Winners & Losers 2009: The year of government intervention

How a dose of socialism saved unfettered capitalism.

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January 16: The U.S. government announces it will provide Bank of America with US$20 billion in aid, and BOA reports a quarterly loss for the first time in 17 years.

January 27: The Canadian government unveils its “economic action plan,” including $7.8 billion for social housing, $12 billion for works projects and $8.3 billion for training for the unemployed.

February 10: The U.S. Fed expands the Term Asset-Backed Securities Loan Facility (TALF), which lends money to investors to buy securities backed by loans, thereby allowing banks to provide more loans.

February 17: President Obama signs the US$787-billion American Recovery Reinvestment Stimulus Act. The money provides tax cuts, as well as money for infrastructure projects.

February 27: The Treasury Department announces that it will bail out Citigroup for the third time, raising the government stake in the troubled bank from 8% to 36%. Citigroup posts 2008 losses of US$27.7 billion.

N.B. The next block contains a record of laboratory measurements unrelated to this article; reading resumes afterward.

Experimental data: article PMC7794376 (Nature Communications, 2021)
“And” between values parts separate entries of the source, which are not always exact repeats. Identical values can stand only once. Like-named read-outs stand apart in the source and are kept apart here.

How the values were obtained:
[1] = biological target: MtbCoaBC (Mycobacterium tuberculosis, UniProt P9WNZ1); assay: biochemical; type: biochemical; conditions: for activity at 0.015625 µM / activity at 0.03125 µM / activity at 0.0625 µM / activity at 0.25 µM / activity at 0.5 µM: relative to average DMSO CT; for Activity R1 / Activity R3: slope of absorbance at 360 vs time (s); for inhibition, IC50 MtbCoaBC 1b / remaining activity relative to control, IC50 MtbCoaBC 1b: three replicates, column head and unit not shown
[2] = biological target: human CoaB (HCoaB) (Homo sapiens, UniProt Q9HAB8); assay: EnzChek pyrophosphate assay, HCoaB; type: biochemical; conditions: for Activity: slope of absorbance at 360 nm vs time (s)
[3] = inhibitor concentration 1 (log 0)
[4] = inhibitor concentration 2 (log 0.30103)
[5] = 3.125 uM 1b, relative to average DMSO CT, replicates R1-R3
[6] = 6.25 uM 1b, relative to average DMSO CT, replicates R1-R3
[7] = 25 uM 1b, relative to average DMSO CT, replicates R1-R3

March 23: U.S. Treasury Secretary Timothy Geithner unveils plans to buy as much as US$2 trillion in unwanted mortgages and other “toxic assets” from banks. The Dow close at 7,775, up 496 points.

March 30: The White House gives GM enough funding to allow it to operate for 60 days while coming up with a plan to remain viable. Chrysler receives one month to finalize a partnership with Italian carmaker Fiat.

April 14: Ottawa announces $170 million for Canada’s struggling forestry sector, including $120 million to develop new products, and $10 million to demonstrate uses for wood.

June 18: Tony Clement, the industry minister, rejects calls to bail out Nortel, the former high-tech giant, saying there is “no role for government” in saving the company.

June 25: President Obama signs the Car Allowance Rebate System, dubbed Cash-for-Clunkers. The program allows car buyers to trade in less-fuel-efficient vehicles for up to a US$4,500 credit toward a new car.

July 21: The U.S. Federal Reserve and the Bank of Canada both recommit to holding lending rates near 0.25% until June 2010. The Dow closes at 8,915.

September 15: Bernanke defends the costly steps taken to stem the economic crisis. “Without these speedy and forceful actions … more major financial firms would have failed, and the entire global financial system would have been at serious risk,” he says.

October 22: President Obama unveils a program to help small businesses borrow money, by allowing small banks to borrow funds at low rates from the Troubled Asset Relief Program (TARP).

November 18: The European Union approves a $30-billion bailout of Lloyds Banking Group by the British government. The Dow closes at 10,426.

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